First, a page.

Pornography used to be relegated to suspicious movie theatres, back rooms at video stores, and expensive cable channels in hotels. The Internet has made porn accessible to anyone with a computer or a smart phone, and porn use by teenagers is steadily rising. Besides setting up unrealistic expectations about sex, heavy porn use may correlate with poorer mental health, according to new research from an Australian study.
Dr. Megan Lim from the Burnet Institute conducted a study of 940 young Australians. Some of the findings: almost all young Australian men frequently watched porn, porn watching starts at a younger age than ever before (13 for boys, 16 for girls), and young people identifying as lesbian, gay, bisexual, transgender, intersex, and queer watched pornography more frequently and from a younger age than straight teens. The study was based on an online survey of 941 participants recruited via social media in 2015, and it was published in the Australian and New Zealand Journal of Public Health.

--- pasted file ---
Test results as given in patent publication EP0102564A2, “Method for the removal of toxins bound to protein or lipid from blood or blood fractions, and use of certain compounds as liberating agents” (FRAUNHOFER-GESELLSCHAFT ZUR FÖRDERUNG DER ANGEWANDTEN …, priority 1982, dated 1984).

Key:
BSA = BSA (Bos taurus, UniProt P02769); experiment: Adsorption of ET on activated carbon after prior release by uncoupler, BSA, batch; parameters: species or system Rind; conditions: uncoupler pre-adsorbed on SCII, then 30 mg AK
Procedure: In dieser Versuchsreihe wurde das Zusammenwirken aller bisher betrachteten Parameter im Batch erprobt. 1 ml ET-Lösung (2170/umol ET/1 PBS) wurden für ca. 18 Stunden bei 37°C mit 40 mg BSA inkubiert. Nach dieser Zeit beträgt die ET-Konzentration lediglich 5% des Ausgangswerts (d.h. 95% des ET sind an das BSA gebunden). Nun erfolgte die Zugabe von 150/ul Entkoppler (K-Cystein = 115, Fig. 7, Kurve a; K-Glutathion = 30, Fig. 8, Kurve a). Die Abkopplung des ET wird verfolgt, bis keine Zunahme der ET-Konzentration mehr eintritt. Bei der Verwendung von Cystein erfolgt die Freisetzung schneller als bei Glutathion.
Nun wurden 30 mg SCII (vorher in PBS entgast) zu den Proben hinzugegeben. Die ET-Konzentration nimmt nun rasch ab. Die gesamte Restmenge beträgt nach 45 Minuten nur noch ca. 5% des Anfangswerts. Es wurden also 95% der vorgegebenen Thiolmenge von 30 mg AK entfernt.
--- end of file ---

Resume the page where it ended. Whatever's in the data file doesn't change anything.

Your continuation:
Dr. Lim said of the results: “All the young men in our study said they’d seen pornography, and so did the majority of women.” Besides this,
“Around 80 per cent of young men said they watched weekly, and among the women who watched pornography, nearly two-thirds viewed at least monthly.” She and her research team found a link between pornography use, mental health problems, and sexually activity at a younger age.
The impact of porn on young people and their relationships
When your first (and most frequent) source of sexual information is porn, the likely emotional result is feeling inadequate. Young people can feel intimidated about dating and their sexual performance because they fear they can’t live up to the expectations set by porn.
The actors in pornography are always sexually performing. The male actors never lose their erections, (thanks in part to overuse of erectile dysfunction drugs) and the women are constantly aroused and ready for sex.
That’s not how it plays out with actual people and real relationships, but if you’ve never had a sexual encounter, you don’t know this. The average age of first exposure to pornography is declining—this is another result the researchers discovered—so very likely most young Australian teens watch a virtual sexual encounter before experiencing one with another person.